To Lyndon Nugent, Cross was part of the Johnson family. "Jim Cross was Lyndon Johnson’s confidant at the beginning of his administration, and he was Lady Bird Johnson’s pillar of strength when Lyndon Johnson was laid to rest. In the years since he has remained one of the closest friends the Johnson family and Johnson Library have ever had. A great leader to those privileged to serve with him, a great father to his family, and a great friend to all who had the privilege to know him, Jim Cross is going to be sorely missed."

After serving the president, Cross was promoted to Brigadier General and became Commander of the 75th Tactical Reconnaissance Wing at Bergstrom Air Force Base, Austin, Texas. His military decorations include the Legion of Merit, the Distinguished Flying Cross (United States,) Air Medal, Air Force Outstanding Unit Award with oak leaf cluster, and the Presidential Service Badge.

In 2010, Cross helped arrange for one of the Lockheed JetStar planes formerly used to transport President Johnson’s family from the White House to his Texas ranch to be refurbished and relocated to the Lyndon B. Johnson National Historical Park. The plane, now on permanent display, was unveiled in honor of what would have been the president’s 102nd birthday on Aug. 27 that year.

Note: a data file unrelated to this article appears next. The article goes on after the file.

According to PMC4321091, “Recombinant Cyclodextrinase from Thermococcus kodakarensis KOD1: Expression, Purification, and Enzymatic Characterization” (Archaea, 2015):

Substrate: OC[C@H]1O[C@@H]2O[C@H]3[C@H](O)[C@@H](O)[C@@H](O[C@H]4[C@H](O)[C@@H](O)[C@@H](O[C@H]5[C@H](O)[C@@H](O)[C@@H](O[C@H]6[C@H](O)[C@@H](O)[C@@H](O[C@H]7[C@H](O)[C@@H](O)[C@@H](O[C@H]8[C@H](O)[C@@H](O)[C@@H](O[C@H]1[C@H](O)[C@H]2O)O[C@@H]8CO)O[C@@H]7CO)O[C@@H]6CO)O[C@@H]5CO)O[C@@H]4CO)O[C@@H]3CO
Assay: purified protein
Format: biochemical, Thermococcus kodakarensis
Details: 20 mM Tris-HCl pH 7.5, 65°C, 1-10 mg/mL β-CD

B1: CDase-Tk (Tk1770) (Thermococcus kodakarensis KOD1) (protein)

James Underwood Cross was born in Andalusia, Alabama, on April 25, 1925, and went by the name Underwood until the Air Force forced him to use his first name. He attended Alabama Polytechnic Institute (now Auburn University) for two years before being recalled to active duty in the U. S. Air Force.

Cross is survived by three children and their families: Jeanie (Bill) Stark of Round Rock, Texas; Joanie (Doug) MacLean of Huntington Beach, California; John (Sherry) Cross of Liberty Hill, Texas; six grandchildren and seven great-grandchildren. His eldest daughter, June Marie Cross Rainwater, wife of David Rainwater, passed away in 2001. A granddaughter, Chloe Ann Cross, died in 2006.

Services will be under the direction of Scott’s Funeral Home in Gatesville, Texas. Cross will be buried in Alabama next to his wife, Marie Campbell Cross, who passed away in February 2010.



[Col. James Cross poses outside Air Force One. Taken May 17, 1966 in Chicago, Illinois. LBJ Library photo by Yoichi Okamoto, C1952-3. - Download]